I'd add The Timeless Way of Building ( www.amazon.com/dp/0195024028 ) to this list, especially for level design purposes - not only does it provide a fairly gentle introduction to the notion of design patterns, it's also a great way of understanding some of the specifics behind how architecture affects people emotionally and how particular building patterns evoke particular moods.
I was looking into being an architect before I got into Computer Engineering. It is very surprising how universal interaction design is.
The psychology of how humans work is just as useful in designing floorplans as it is in designing websites.
In Computer Science, the idea of "design patterns" actually originated from the writings of a building architect: http://www.amazon.com/The-Timeless-Building-Christopher-Alexander/dp/0195024028
You could always check out A Pattern Language: http://www.amazon.com/Pattern-Language-Buildings-Construction-Environmental/dp/0195019199 or a Timeless Way of Building : http://www.amazon.com/The-Timeless-Building-Christopher-Alexander/dp/0195024028
The Timeless Way of Building
This book, and the teachings of the author, is often cited as the inspiration for Design Patterns. I love this book. It's a great book on design in general, and reading it sheds light on how Design Patterns are best understood.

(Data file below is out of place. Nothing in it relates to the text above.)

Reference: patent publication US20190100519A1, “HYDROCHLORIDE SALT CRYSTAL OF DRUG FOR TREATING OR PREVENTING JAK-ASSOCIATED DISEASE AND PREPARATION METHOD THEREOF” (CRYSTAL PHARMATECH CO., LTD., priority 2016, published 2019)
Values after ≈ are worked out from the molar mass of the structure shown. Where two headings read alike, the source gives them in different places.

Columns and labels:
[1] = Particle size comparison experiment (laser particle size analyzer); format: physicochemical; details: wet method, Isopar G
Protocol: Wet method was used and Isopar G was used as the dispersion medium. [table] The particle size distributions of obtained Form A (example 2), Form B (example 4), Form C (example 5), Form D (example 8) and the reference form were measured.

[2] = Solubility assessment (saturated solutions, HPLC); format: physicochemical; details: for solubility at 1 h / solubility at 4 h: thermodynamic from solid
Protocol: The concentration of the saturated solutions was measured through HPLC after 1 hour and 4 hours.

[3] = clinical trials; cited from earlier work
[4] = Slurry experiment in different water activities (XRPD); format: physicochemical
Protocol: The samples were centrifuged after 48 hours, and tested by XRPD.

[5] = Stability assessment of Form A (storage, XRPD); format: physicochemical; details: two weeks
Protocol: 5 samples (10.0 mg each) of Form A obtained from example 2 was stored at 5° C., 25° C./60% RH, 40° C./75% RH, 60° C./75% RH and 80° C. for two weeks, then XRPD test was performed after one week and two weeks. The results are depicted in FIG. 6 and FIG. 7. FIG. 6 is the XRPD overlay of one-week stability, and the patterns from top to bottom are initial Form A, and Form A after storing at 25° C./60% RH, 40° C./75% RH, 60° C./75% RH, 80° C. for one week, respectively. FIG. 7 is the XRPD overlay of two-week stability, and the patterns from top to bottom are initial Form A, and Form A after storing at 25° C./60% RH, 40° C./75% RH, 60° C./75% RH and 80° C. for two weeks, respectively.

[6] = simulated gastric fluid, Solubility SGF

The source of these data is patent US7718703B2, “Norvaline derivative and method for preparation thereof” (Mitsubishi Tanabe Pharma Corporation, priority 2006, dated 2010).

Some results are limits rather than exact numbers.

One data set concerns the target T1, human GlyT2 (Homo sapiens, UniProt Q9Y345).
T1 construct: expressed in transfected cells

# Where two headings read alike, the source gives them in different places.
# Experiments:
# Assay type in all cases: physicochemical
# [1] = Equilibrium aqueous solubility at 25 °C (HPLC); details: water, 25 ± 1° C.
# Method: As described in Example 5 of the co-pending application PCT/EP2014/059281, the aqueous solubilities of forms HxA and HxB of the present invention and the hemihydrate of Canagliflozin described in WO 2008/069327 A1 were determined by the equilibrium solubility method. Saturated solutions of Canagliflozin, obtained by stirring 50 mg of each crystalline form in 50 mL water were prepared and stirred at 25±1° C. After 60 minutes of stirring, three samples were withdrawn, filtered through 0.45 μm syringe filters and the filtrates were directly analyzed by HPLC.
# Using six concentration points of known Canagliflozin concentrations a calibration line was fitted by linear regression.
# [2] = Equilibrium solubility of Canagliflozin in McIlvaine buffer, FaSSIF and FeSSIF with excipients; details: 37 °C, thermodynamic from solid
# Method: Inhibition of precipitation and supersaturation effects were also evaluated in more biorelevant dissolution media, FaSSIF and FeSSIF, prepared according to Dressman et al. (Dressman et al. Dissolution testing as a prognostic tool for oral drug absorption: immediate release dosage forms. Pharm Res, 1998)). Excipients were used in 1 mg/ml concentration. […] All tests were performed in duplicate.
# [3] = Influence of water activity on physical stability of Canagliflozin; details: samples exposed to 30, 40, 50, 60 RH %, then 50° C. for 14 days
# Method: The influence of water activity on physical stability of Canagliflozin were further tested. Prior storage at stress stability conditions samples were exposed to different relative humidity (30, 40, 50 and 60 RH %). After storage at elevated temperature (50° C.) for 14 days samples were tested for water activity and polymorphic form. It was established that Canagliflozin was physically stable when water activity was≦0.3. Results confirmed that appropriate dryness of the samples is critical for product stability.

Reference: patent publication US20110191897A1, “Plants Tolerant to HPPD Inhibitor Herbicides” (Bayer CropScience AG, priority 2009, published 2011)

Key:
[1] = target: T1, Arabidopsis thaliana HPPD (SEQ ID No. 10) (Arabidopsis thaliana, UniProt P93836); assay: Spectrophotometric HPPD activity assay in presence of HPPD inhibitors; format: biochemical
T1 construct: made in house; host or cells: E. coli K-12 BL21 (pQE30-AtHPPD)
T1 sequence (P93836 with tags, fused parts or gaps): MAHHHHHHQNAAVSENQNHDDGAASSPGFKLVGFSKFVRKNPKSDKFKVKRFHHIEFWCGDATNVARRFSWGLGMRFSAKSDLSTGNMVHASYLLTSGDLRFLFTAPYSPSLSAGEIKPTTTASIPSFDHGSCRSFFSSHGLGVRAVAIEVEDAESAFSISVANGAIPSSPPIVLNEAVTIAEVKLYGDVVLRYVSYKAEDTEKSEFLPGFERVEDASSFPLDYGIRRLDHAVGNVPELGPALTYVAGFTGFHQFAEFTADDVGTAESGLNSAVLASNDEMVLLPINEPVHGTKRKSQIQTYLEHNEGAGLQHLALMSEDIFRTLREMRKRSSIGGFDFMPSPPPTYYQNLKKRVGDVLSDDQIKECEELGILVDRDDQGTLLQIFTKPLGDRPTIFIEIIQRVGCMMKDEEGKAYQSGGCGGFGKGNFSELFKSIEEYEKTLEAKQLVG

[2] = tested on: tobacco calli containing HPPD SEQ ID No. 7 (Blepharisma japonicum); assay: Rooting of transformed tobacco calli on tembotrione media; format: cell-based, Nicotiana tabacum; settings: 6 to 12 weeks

Coming back to this, I found my collection of research bookmarks...
https://www.sciencedirect.com/science/article/pii/S2095263514000375 <-- This one is promising
https://www.amazon.com/gp/product/0195024028/ref=ppx_yo_dt_b_asin_title_o02_s00?ie=UTF8&amp;psc=1 are the origins of software design patterns, but talk about physical architecture. There is a lot of good information in these books.
There is this wonderful book about design:
A Visual Dictionary of Architecture
The Logic of Architecture
[The Social Logic of Space] (http://www.amazon.com/Social-Logic-Space-Bill-Hillier/dp/0521367840/ref=sr_1_1?s=books&amp;ie=UTF8&amp;qid=1341518625&amp;sr=1-1)
A Pattern language
The Timeless Way of Building
Symmetry in Science and Art
The Geometry of Environment: An Introduction to Spatial Organization in Design
I'm coming from a game design perspective rather than architect, so take this with a grain of salt, but I've been told (numerous times) to check out the work Christopher Alexander, particularly A Pattern Language and The Timeless Way of Building.
I haven't read either one yet, but they are at the top of my "To Read" list.
Three architecture books by Christopher Alexander:
A Pattern Language: Towns, Buildings, Construction
The Timeless Way of Building
The Oregon Experiment
Found it! The Timeless Way Of Building was what I was looking for. Other interesting suggestions were A Pattern Language and The Design Of Everyday Things
A Pattern Language and The Timeless Way of Building
The Designer Eye
How Buildings Learn
Thermal Delight In Architecture
These last ones may not exactly be what you are looking for but they go into the architectural aspects of specific types of architecture, japanese, malaysia and so I think are pretty interesting in that they show how specific types of houses work.
The Malay House
Japanese Homes and Their Surroundings
A Place of My Own